• They were batched into a few groups, depending on how many missions were launched, and how many destination stars were in each launch. I'm guessing 6 unique trajectories, but there was probably some repeat launches.

I suspect the image we're able to form looks something like this: enter image description here

The known areas of the barrier are in red. They're not entirely co-planner, but they are very close to the eliptic plane.

Should also note that its only starshot probes which have detected this. Voyager probes wont pass the barrier until ~4500AD (and they're power source has run flat). Starshot are going fast, but this information has taken a long time to learn.

So what do we do first?

Anyways, when that image is presented, the next mission is obvious, it will be "Lets go over it". This is a long and complex orbital trajectory, I tried using NASA online orbital transfer tool but I couldn't calculate the full solution - but I can tell you'll get 7 good launch windows in ~20 years. You're looking at basically the Ulysses launch profile with a few Jupiter fly bys (each taking ~1-2 years) to stretch the orbits up. Even sending a cubesat sized or smaller probe with only a power source and radio, this could easily be a multi-decade mission.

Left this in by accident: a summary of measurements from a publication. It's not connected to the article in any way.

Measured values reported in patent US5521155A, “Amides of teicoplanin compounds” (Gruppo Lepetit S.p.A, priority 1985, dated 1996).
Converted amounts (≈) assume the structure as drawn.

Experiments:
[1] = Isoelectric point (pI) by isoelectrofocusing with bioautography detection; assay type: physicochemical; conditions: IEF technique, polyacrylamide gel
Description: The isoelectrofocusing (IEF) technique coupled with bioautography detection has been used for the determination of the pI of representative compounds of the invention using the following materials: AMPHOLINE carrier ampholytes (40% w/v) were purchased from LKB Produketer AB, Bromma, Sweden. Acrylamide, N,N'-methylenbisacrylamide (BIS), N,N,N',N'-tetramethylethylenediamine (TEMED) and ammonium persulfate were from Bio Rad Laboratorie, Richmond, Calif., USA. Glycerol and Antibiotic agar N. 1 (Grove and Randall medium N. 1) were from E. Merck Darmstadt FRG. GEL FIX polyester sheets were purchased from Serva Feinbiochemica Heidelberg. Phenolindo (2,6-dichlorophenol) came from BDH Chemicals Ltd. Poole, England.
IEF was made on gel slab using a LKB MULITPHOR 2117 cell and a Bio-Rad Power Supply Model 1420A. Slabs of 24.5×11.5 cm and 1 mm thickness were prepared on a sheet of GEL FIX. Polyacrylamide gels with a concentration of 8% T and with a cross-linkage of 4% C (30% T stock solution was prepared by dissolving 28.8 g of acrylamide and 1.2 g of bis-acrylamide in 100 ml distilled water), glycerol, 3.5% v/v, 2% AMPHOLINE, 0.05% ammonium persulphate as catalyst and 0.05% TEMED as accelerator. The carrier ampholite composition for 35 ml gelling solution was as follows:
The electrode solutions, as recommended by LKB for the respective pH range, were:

That probe will detect the top and/or bottom is a barrier too. It will detect it by stopping to respond. We don't know how the barrier works, or even exactly where it is, but we do know it's roughly spherical.

Long term

Once we've confirmed that the top and / or bottom is blocked, I suspect we're not going to try to map out the sphere to "see if there's a hole here" by bombarding it with millions of probes, I suspect we'll assume it's spherical, and try to analyse what's going on at the barrier to try to get through it.

Remember we don't assume that aliens are out to get us. Nobody at NASA is going to say "Well obviously this is hostile aliens out to Zoo Hypothisis us.". They'll be operating under the assumption that what is there can be explained by normal physics, and thus, is beatable. (oh there's a spherical shell of ultra fine fast moving diamonds at 12,000AU, lets study that! Maybe this shield design will allow a craft through.)

This means a mission designed to explore exactly what's going on here. Why are our probes stopping to work here?

We're going to launch something, with an almighty tonne of equipment, to head out there, stabilise relative to the shell (which'll take a tonne of fuel) and take readings. We'll look for every type of radiation, every type of quantum particle, we'll shine lasers into it (which'll disappear, that'll be confusing) eventually we'll launch little things into it (with all our sensors running) and record it on camera disappearing. Then we'll analyses the data, find the mass / energy just vanishes, scratch our heads, and retry it over and over.